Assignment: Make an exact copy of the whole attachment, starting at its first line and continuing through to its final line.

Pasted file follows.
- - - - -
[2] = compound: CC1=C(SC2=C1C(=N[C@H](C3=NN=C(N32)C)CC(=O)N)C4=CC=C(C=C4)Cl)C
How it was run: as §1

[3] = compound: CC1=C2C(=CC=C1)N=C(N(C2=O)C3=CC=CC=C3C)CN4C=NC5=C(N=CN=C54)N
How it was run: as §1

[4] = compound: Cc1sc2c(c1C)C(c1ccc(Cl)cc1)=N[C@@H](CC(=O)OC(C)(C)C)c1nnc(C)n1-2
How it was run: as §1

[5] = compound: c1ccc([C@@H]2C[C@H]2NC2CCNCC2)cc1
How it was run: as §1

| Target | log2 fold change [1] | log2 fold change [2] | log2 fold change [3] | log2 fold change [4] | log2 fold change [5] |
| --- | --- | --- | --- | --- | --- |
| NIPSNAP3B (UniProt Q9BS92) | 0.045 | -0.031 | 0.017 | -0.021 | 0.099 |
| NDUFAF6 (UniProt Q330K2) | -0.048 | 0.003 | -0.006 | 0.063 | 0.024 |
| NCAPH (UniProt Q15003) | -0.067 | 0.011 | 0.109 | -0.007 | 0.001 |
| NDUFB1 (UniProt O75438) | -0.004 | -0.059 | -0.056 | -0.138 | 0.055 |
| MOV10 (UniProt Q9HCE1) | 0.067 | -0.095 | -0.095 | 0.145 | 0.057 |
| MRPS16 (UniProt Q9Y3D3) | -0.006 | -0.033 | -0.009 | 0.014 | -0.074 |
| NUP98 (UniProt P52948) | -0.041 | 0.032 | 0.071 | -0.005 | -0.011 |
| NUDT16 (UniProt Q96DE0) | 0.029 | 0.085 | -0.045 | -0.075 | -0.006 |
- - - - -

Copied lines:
[2] = compound: CC1=C(SC2=C1C(=N[C@H](C3=NN=C(N32)C)CC(=O)N)C4=CC=C(C=C4)Cl)C
How it was run: as §1

[3] = compound: CC1=C2C(=CC=C1)N=C(N(C2=O)C3=CC=CC=C3C)CN4C=NC5=C(N=CN=C54)N
How it was run: as §1

[4] = compound: Cc1sc2c(c1C)C(c1ccc(Cl)cc1)=N[C@@H](CC(=O)OC(C)(C)C)c1nnc(C)n1-2
How it was run: as §1

[5] = compound: c1ccc([C@@H]2C[C@H]2NC2CCNCC2)cc1
How it was run: as §1

| Target | log2 fold change [1] | log2 fold change [2] | log2 fold change [3] | log2 fold change [4] | log2 fold change [5] |
| --- | --- | --- | --- | --- | --- |
| NIPSNAP3B (UniProt Q9BS92) | 0.045 | -0.031 | 0.017 | -0.021 | 0.099 |
| NDUFAF6 (UniProt Q330K2) | -0.048 | 0.003 | -0.006 | 0.063 | 0.024 |
| NCAPH (UniProt Q15003) | -0.067 | 0.011 | 0.109 | -0.007 | 0.001 |
| NDUFB1 (UniProt O75438) | -0.004 | -0.059 | -0.056 | -0.138 | 0.055 |
| MOV10 (UniProt Q9HCE1) | 0.067 | -0.095 | -0.095 | 0.145 | 0.057 |
| MRPS16 (UniProt Q9Y3D3) | -0.006 | -0.033 | -0.009 | 0.014 | -0.074 |
| NUP98 (UniProt P52948) | -0.041 | 0.032 | 0.071 | -0.005 | -0.011 |
| NUDT16 (UniProt Q96DE0) | 0.029 | 0.085 | -0.045 | -0.075 | -0.006 |